Enjoy a morning with breakfast in bed. Omni William Penn Hotel offers room service that can make for a relaxing experience, with fluffy pancakes being one of the menu’s highlights. Take your time getting ready before heading out for the day.

Or, if you’d rather eat somewhere nearby, Bluebird Kitchen makes a great option. Within walking distance of the hotel, the bakery boasts an ever-changing seasonal menu and dishes that are made almost entirely in-house to ensure freshness.

Walk off some of your breakfast calories with a trip across the Allegheny River via the Roberto Clemente Bridge. Also known as the Sixth Street Bridge, this impressive suspension bridge is one of three that crosses the river. Painted gold, the bridge’s arches frame the city beyond for photographs while the views from the walkway of the water and the skyline also make for picture perfect vistas.
Directly across the bridge, you’ll find two museums worth visiting: the Andy Warhol Museum and the Mattress Factory. Warhol was born and raised in the city so the museum is a dedication to his life and artwork, serving as the largest museum centered around one specific artist in the country. With 17 galleries on seven floors, it contains more than 12,000 works by Warhol, including photographs, paintings, films and sculptures. The nearby Mattress Factory is another space filled with contemporary artwork, though it is of a different nature. Completely installation-based, guests can enjoy pieces that were designed specifically for the space they’re in.


For lunch, visit the Italian eatery Sienna Mercato. One part meatball joint, one part wine bar and one part rooftop beer garden, the atmosphere of this spot can’t be beat.

From there, take a stroll around the historical Market Square, which is about a half mile away. This area is home to regular events like farmers markets, outdoor concerts, flash mobs, educational programs, yoga classes, dance lessons and cultural fairs, and has been an important gathering spot throughout the city’s history.

Another option is to instead head over to the area near the University of Pittsburgh to dine at The Porch at Schenley. Focusing on local ingredients and causal fare, the airy atmosphere on the patio is perfect for enjoying a crisp salad, a hot pizza, juicy burgers or a variety of sandwiches.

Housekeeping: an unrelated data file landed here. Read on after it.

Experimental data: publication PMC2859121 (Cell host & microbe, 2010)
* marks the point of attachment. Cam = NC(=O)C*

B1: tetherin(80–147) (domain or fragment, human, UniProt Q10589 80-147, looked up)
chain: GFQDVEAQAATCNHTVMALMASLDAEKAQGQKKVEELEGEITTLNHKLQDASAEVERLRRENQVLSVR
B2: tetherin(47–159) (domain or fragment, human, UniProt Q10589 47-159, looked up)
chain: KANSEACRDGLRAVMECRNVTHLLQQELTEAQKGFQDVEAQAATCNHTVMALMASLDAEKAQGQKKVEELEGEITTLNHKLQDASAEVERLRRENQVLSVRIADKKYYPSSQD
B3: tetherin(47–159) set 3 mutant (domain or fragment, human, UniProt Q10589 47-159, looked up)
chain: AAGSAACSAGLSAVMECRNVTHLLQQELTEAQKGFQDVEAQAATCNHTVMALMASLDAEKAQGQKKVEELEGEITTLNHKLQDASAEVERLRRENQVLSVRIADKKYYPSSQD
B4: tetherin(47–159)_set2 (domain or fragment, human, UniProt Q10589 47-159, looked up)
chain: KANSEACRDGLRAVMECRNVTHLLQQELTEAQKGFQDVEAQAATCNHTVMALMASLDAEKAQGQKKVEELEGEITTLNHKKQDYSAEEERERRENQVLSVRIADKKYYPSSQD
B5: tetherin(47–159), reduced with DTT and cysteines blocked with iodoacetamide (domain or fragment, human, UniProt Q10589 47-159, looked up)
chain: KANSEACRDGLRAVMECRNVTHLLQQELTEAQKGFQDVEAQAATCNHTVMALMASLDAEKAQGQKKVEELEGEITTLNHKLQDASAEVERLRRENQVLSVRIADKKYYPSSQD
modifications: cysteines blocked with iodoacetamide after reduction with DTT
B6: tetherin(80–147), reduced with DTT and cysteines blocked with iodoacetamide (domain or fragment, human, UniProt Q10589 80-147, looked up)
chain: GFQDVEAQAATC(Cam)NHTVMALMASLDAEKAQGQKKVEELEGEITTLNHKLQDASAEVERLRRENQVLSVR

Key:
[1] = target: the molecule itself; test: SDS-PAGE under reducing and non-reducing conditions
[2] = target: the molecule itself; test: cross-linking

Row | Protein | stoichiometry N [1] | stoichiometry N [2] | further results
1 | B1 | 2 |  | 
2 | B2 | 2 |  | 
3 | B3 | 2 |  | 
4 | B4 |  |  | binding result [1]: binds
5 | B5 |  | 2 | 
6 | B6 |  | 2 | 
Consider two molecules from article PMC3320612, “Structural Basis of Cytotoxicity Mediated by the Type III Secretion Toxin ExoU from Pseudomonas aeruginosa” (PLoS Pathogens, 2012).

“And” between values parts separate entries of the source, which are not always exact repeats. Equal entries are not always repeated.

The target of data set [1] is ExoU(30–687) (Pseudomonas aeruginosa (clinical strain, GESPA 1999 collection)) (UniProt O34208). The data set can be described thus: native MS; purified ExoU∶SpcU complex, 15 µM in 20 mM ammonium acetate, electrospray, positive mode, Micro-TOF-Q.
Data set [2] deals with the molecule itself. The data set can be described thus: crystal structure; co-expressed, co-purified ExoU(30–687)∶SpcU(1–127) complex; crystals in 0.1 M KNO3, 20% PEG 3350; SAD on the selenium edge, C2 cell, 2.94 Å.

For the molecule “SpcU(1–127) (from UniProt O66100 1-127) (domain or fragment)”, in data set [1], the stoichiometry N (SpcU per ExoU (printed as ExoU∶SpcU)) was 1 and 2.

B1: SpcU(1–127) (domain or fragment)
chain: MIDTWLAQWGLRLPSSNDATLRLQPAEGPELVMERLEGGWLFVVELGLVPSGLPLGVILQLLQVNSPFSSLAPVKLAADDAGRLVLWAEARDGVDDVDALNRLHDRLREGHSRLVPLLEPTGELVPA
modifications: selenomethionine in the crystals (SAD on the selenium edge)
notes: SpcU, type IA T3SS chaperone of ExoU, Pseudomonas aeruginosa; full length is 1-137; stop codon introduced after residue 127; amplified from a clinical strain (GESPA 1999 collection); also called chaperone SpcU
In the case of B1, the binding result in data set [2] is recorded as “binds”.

If you have lunch at The Porch, you’ll be close enough to the Phipps Conservatory and Botanical Gardens to explore for a while. This historic landmark is a verdant oasis in the middle of the city, with more than 20 gardens and a 14-room greenhouse. In addition to seasonal flower shows, guests can examine sustainable architecture, green gardening practices, commissioned exhibits and special flower collections.


On your last night in Pittsburgh, go for a pre-dinner drink inside the hotel at The Speakeasy. This Prohibition-era bar, tucked beneath the hotel lobby, has been restored to its former glory. Enjoy a house classic Manhattan and enjoy the vibe reminiscent of the Pittsburgh of the 1920s.
Next, head next door for dinner at Union Standard. The modern eatery, which is located in the historic Union Trust Building, offers a seasonal menu of fare inspired by the northeast, the Mid-Atlantic and the Appalachians, namely seafood and wood-fired rotisserie dishes.
After dinner, make your way to the Cultural District and explore the local art galleries. If you’re lucky, you’ll be in town during the quarterly gallery crawls, which brings the whole community together with art showcases, live music, film screenings, theater performances and creative hands-on activities. If not, there are still plenty of galleries to visit, including SPACE, Emmanuel Fine Art Photography, the 707 Gallery and Wood Street Galleries.

Then, enjoy a nearby show at one of the local theaters to end the night right. Both The Benedum Center for the Performing Arts and the Byham Theater offer stage shows, while Cabaret at Theater Square is the ideal place to take in a comedy show or enjoy live music.

If you have more time...

Sports are an important part of local culture and Pittsburgh has great sporting venues and a hardcore fan base. If you have some spare time, take in a Pirates baseball game, a Penguins hockey game or a Steelers football game.

For a step back in time, places like Old Economy Village or nearby Smicksburg offer a glimpse at how others live right here in our own country. While the village preserves the lifestyle of the Harmony Society, Smicksburg will teach visitors about the Amish lifestyle.

The Omni William Penn Hotel concierge team contributed to this article.